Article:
Early in her career, when Rachelle Roth worked in fashion on New York’s 7th Avenue, she developed an affinity for Ralph Lauren’s classic Eastern Seaboard style. So when she and her husband bought their Bethesda home in the mid-1980s, she designed the interiors to reflect Lauren’s rugged American aesthetic. “The house had dark, rich tones—reds and hunter greens—with big prints and plaids,” she says. “And it had layers of fabric.”
Together, the couple opened Urban Country, a home design and furnishings store with many offerings in that same style. But when Roth lost her husband, she realized that her own home’s interiors no longer suited her. “I loved it, but it was really too much on the senses,” she says. “After my husband died, with everything that I had to deal with—running the store, two of my kids in college—I just needed a place of calm.”
Roth brought in general contractor J Martin Oliva to repaint all of the home’s interior walls in gentle colors and give the wood floors a more modern look. “The floors were a bleached wood—they were almost pink—and I hated them from day one,” she admits. “In the ’80s, everything was whitewashed and pickled, and she wanted something more elegant,” Oliva says. “So we sanded down the floors and mixed three colors—walnut, a bit of black and a bit of hickory—to get the rich color she desired.” And as Roth’s daughter’s wedding approached, Oliva swung into action, quickly stripping the front door’s layers of brown varnish and refinishing it in white to complement the newly painted foyer.
To furnish the rooms, Roth brought in pieces from her store, but also incorporated items that she had bought with her husband, including a few favorite belongings and folk art that the couple had collected during their world travels. “The house needed to be a blending of old and new,” she says. “It needed to reflect my aesthetic and the things that I love.”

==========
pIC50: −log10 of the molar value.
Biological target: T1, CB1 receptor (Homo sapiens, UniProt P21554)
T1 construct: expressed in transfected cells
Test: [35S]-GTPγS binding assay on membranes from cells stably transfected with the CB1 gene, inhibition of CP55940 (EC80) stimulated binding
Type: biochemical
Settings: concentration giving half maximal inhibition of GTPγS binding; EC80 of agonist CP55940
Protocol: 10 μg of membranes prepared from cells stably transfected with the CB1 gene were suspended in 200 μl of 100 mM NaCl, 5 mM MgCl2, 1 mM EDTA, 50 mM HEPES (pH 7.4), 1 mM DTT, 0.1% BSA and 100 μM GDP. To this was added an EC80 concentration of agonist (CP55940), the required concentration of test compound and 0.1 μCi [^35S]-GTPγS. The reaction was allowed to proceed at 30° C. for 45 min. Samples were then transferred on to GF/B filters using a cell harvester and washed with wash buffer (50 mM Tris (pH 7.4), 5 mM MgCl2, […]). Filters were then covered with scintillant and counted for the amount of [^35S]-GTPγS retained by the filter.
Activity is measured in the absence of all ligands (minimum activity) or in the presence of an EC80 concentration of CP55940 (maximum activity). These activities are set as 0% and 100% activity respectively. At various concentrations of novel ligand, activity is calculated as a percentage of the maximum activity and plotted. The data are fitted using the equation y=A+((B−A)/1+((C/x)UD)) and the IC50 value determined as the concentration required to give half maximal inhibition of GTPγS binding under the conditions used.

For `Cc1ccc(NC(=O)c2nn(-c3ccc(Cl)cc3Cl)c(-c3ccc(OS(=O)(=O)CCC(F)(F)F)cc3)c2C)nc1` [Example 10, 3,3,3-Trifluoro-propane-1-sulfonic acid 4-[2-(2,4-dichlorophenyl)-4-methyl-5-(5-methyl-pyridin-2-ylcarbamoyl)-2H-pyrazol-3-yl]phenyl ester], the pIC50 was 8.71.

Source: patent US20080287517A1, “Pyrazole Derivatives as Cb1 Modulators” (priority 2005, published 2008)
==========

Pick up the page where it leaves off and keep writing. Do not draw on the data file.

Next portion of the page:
Roth received help from two members of her Urban Country team, Terri Johnson, the store’s visual director, and Cass Key, who heads the store’s interior design program, and together they repurposed whatever they could. “I had a Niermann Weeks cabinet in deep tones that was being used as an end table in the family room,” Roth says. “I loved it, so we made it a little bit cleaner and softer for use in the bedroom.”
The designer also refinished a simple 100-year-old farm table that she and her husband picked up at an antiques auction in New York. “It had the original milk paint and the top was beat-up pine,” Roth says. “Nobody wanted to get rid of it. So we refinished the piece to create a grayish washed top and a darker ink gray base. I use my breakfast room as an office, and that farm table is usually spread out with layers of stuff. It’s my sanctuary, where I can think clearly.”
Like that farm table, most furnishings can stand up to the activities of daily life. “I have a lot of family dinners and casual get-togethers,” Roth says. “I usually have staff over from the store and they bring their kids, and this way nothing can get ruined. As hard as losing a soul mate is, this house gives me a space to create a different life.”
And although Roth loves her revamped environs, she made one change that met some resistance. “Before, the kitchen door was painted like a gate with flowers and farm animals, and my kids adored it,” she says. “When I painted over that (with chalkboard paint), I thought they were going to kill me. But I wrote a quote on it that gave me the impetus for this change. It reads, ‘Enjoy, breathe deep, drink to the future but savor the past, sing an old song and celebrate.’”